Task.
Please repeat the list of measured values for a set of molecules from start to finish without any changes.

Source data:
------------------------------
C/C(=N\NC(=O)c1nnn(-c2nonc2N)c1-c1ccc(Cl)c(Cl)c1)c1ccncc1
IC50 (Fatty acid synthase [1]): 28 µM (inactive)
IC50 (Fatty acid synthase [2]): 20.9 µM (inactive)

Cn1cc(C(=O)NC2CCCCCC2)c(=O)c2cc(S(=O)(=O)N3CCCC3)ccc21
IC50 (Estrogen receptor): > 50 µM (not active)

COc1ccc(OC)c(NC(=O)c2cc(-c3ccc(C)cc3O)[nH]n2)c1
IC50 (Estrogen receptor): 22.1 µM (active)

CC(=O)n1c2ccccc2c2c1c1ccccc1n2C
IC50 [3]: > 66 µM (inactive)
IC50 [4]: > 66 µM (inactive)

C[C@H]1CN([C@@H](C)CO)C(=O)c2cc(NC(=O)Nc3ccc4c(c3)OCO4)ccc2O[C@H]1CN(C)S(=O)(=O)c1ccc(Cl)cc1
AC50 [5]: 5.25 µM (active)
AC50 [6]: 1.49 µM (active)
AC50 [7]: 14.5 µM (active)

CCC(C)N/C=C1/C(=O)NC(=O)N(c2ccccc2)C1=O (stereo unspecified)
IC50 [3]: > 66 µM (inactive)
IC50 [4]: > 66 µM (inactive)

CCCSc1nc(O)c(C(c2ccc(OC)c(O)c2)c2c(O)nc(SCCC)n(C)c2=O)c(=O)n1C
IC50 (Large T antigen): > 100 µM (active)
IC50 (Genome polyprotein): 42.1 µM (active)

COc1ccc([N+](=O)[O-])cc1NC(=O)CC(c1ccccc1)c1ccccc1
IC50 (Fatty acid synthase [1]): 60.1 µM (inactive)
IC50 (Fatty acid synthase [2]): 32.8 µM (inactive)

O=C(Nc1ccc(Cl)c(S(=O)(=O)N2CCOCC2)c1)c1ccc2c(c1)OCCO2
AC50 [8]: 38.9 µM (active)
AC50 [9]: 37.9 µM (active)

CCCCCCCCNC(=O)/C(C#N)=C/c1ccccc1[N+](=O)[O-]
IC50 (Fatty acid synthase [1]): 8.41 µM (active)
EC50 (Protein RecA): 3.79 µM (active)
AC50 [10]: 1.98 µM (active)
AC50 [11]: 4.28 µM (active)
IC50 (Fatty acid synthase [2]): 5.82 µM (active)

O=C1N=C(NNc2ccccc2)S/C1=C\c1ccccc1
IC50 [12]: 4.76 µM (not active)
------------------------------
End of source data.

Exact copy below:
C/C(=N\NC(=O)c1nnn(-c2nonc2N)c1-c1ccc(Cl)c(Cl)c1)c1ccncc1
IC50 (Fatty acid synthase [1]): 28 µM (inactive)
IC50 (Fatty acid synthase [2]): 20.9 µM (inactive)

Cn1cc(C(=O)NC2CCCCCC2)c(=O)c2cc(S(=O)(=O)N3CCCC3)ccc21
IC50 (Estrogen receptor): > 50 µM (not active)

COc1ccc(OC)c(NC(=O)c2cc(-c3ccc(C)cc3O)[nH]n2)c1
IC50 (Estrogen receptor): 22.1 µM (active)

CC(=O)n1c2ccccc2c2c1c1ccccc1n2C
IC50 [3]: > 66 µM (inactive)
IC50 [4]: > 66 µM (inactive)

C[C@H]1CN([C@@H](C)CO)C(=O)c2cc(NC(=O)Nc3ccc4c(c3)OCO4)ccc2O[C@H]1CN(C)S(=O)(=O)c1ccc(Cl)cc1
AC50 [5]: 5.25 µM (active)
AC50 [6]: 1.49 µM (active)
AC50 [7]: 14.5 µM (active)

CCC(C)N/C=C1/C(=O)NC(=O)N(c2ccccc2)C1=O (stereo unspecified)
IC50 [3]: > 66 µM (inactive)
IC50 [4]: > 66 µM (inactive)

CCCSc1nc(O)c(C(c2ccc(OC)c(O)c2)c2c(O)nc(SCCC)n(C)c2=O)c(=O)n1C
IC50 (Large T antigen): > 100 µM (active)
IC50 (Genome polyprotein): 42.1 µM (active)

COc1ccc([N+](=O)[O-])cc1NC(=O)CC(c1ccccc1)c1ccccc1
IC50 (Fatty acid synthase [1]): 60.1 µM (inactive)
IC50 (Fatty acid synthase [2]): 32.8 µM (inactive)

O=C(Nc1ccc(Cl)c(S(=O)(=O)N2CCOCC2)c1)c1ccc2c(c1)OCCO2
AC50 [8]: 38.9 µM (active)
AC50 [9]: 37.9 µM (active)

CCCCCCCCNC(=O)/C(C#N)=C/c1ccccc1[N+](=O)[O-]
IC50 (Fatty acid synthase [1]): 8.41 µM (active)
EC50 (Protein RecA): 3.79 µM (active)
AC50 [10]: 1.98 µM (active)
AC50 [11]: 4.28 µM (active)
IC50 (Fatty acid synthase [2]): 5.82 µM (active)

O=C1N=C(NNc2ccccc2)S/C1=C\c1ccccc1
IC50 [12]: 4.76 µM (not active)